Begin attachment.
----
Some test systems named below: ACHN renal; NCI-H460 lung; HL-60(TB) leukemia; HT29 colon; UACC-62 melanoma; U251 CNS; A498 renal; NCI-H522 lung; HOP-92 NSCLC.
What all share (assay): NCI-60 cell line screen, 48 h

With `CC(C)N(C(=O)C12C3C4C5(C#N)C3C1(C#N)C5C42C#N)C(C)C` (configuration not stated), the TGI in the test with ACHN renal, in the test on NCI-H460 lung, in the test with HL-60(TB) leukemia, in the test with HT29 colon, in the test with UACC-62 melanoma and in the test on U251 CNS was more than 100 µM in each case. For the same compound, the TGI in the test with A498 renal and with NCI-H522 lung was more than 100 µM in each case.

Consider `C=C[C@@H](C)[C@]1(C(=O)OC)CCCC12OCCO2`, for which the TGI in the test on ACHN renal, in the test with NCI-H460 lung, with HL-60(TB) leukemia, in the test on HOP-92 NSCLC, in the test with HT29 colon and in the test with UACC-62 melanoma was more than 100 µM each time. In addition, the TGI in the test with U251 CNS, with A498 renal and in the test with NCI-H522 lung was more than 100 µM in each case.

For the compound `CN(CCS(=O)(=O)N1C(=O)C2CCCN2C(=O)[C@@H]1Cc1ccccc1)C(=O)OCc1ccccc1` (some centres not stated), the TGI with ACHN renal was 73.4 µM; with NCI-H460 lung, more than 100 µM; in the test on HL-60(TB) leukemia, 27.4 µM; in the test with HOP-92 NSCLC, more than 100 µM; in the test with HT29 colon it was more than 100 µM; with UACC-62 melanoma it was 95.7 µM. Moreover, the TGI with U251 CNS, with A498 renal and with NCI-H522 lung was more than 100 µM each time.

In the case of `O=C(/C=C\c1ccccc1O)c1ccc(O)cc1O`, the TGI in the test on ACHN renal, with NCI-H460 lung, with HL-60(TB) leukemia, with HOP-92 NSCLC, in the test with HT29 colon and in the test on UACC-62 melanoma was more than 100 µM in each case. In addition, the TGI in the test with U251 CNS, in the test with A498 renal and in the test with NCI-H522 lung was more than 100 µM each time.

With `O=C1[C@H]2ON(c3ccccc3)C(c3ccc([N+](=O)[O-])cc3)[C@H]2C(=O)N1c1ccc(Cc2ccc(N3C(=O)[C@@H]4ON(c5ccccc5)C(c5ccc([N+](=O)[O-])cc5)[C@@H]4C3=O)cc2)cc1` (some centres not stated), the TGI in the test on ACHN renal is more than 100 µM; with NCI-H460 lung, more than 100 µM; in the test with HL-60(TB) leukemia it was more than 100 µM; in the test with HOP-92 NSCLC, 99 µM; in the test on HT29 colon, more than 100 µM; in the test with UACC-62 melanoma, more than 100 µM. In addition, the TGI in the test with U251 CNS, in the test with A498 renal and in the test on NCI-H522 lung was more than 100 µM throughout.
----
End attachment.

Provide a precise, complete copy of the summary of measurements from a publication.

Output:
Some test systems named below: ACHN renal; NCI-H460 lung; HL-60(TB) leukemia; HT29 colon; UACC-62 melanoma; U251 CNS; A498 renal; NCI-H522 lung; HOP-92 NSCLC.
What all share (assay): NCI-60 cell line screen, 48 h

With `CC(C)N(C(=O)C12C3C4C5(C#N)C3C1(C#N)C5C42C#N)C(C)C` (configuration not stated), the TGI in the test with ACHN renal, in the test on NCI-H460 lung, in the test with HL-60(TB) leukemia, in the test with HT29 colon, in the test with UACC-62 melanoma and in the test on U251 CNS was more than 100 µM in each case. For the same compound, the TGI in the test with A498 renal and with NCI-H522 lung was more than 100 µM in each case.

Consider `C=C[C@@H](C)[C@]1(C(=O)OC)CCCC12OCCO2`, for which the TGI in the test on ACHN renal, in the test with NCI-H460 lung, with HL-60(TB) leukemia, in the test on HOP-92 NSCLC, in the test with HT29 colon and in the test with UACC-62 melanoma was more than 100 µM each time. In addition, the TGI in the test with U251 CNS, with A498 renal and in the test with NCI-H522 lung was more than 100 µM in each case.

For the compound `CN(CCS(=O)(=O)N1C(=O)C2CCCN2C(=O)[C@@H]1Cc1ccccc1)C(=O)OCc1ccccc1` (some centres not stated), the TGI with ACHN renal was 73.4 µM; with NCI-H460 lung, more than 100 µM; in the test on HL-60(TB) leukemia, 27.4 µM; in the test with HOP-92 NSCLC, more than 100 µM; in the test with HT29 colon it was more than 100 µM; with UACC-62 melanoma it was 95.7 µM. Moreover, the TGI with U251 CNS, with A498 renal and with NCI-H522 lung was more than 100 µM each time.

In the case of `O=C(/C=C\c1ccccc1O)c1ccc(O)cc1O`, the TGI in the test on ACHN renal, with NCI-H460 lung, with HL-60(TB) leukemia, with HOP-92 NSCLC, in the test with HT29 colon and in the test on UACC-62 melanoma was more than 100 µM in each case. In addition, the TGI in the test with U251 CNS, in the test with A498 renal and in the test with NCI-H522 lung was more than 100 µM each time.

With `O=C1[C@H]2ON(c3ccccc3)C(c3ccc([N+](=O)[O-])cc3)[C@H]2C(=O)N1c1ccc(Cc2ccc(N3C(=O)[C@@H]4ON(c5ccccc5)C(c5ccc([N+](=O)[O-])cc5)[C@@H]4C3=O)cc2)cc1` (some centres not stated), the TGI in the test on ACHN renal is more than 100 µM; with NCI-H460 lung, more than 100 µM; in the test with HL-60(TB) leukemia it was more than 100 µM; in the test with HOP-92 NSCLC, 99 µM; in the test on HT29 colon, more than 100 µM; in the test with UACC-62 melanoma, more than 100 µM. In addition, the TGI in the test with U251 CNS, in the test with A498 renal and in the test on NCI-H522 lung was more than 100 µM throughout.